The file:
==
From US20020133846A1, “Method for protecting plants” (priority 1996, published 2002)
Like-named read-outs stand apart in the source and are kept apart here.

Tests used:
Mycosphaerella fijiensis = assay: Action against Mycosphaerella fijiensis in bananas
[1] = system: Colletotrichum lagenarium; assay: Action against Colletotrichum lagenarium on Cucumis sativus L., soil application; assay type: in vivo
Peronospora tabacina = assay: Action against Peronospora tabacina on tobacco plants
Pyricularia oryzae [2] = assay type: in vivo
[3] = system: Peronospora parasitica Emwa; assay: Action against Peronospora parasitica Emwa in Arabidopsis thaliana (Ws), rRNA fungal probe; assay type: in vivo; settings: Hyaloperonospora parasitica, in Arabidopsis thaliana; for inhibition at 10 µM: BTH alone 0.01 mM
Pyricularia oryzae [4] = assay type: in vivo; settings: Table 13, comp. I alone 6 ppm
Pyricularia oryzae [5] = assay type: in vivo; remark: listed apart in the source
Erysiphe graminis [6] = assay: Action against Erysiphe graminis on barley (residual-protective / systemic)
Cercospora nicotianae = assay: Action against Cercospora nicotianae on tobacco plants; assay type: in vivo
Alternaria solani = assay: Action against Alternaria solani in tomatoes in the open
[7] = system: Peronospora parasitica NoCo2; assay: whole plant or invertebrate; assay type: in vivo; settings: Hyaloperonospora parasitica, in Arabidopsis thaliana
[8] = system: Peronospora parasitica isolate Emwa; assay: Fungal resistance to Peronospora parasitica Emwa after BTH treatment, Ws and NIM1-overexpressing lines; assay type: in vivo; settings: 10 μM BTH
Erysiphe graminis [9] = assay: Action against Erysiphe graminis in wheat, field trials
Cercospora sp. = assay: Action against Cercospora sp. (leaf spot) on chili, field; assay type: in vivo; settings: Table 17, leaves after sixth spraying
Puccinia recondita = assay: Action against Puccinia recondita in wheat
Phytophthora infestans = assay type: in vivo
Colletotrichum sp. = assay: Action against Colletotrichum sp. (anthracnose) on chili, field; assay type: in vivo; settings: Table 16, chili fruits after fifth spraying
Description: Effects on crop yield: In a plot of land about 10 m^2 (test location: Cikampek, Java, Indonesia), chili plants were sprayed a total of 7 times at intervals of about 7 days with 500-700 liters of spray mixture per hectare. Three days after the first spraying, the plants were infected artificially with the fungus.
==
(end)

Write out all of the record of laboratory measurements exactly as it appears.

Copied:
From US20020133846A1, “Method for protecting plants” (priority 1996, published 2002)
Like-named read-outs stand apart in the source and are kept apart here.

Tests used:
Mycosphaerella fijiensis = assay: Action against Mycosphaerella fijiensis in bananas
[1] = system: Colletotrichum lagenarium; assay: Action against Colletotrichum lagenarium on Cucumis sativus L., soil application; assay type: in vivo
Peronospora tabacina = assay: Action against Peronospora tabacina on tobacco plants
Pyricularia oryzae [2] = assay type: in vivo
[3] = system: Peronospora parasitica Emwa; assay: Action against Peronospora parasitica Emwa in Arabidopsis thaliana (Ws), rRNA fungal probe; assay type: in vivo; settings: Hyaloperonospora parasitica, in Arabidopsis thaliana; for inhibition at 10 µM: BTH alone 0.01 mM
Pyricularia oryzae [4] = assay type: in vivo; settings: Table 13, comp. I alone 6 ppm
Pyricularia oryzae [5] = assay type: in vivo; remark: listed apart in the source
Erysiphe graminis [6] = assay: Action against Erysiphe graminis on barley (residual-protective / systemic)
Cercospora nicotianae = assay: Action against Cercospora nicotianae on tobacco plants; assay type: in vivo
Alternaria solani = assay: Action against Alternaria solani in tomatoes in the open
[7] = system: Peronospora parasitica NoCo2; assay: whole plant or invertebrate; assay type: in vivo; settings: Hyaloperonospora parasitica, in Arabidopsis thaliana
[8] = system: Peronospora parasitica isolate Emwa; assay: Fungal resistance to Peronospora parasitica Emwa after BTH treatment, Ws and NIM1-overexpressing lines; assay type: in vivo; settings: 10 μM BTH
Erysiphe graminis [9] = assay: Action against Erysiphe graminis in wheat, field trials
Cercospora sp. = assay: Action against Cercospora sp. (leaf spot) on chili, field; assay type: in vivo; settings: Table 17, leaves after sixth spraying
Puccinia recondita = assay: Action against Puccinia recondita in wheat
Phytophthora infestans = assay type: in vivo
Colletotrichum sp. = assay: Action against Colletotrichum sp. (anthracnose) on chili, field; assay type: in vivo; settings: Table 16, chili fruits after fifth spraying
Description: Effects on crop yield: In a plot of land about 10 m^2 (test location: Cikampek, Java, Indonesia), chili plants were sprayed a total of 7 times at intervals of about 7 days with 500-700 liters of spray mixture per hectare. Three days after the first spraying, the plants were infected artificially with the fungus.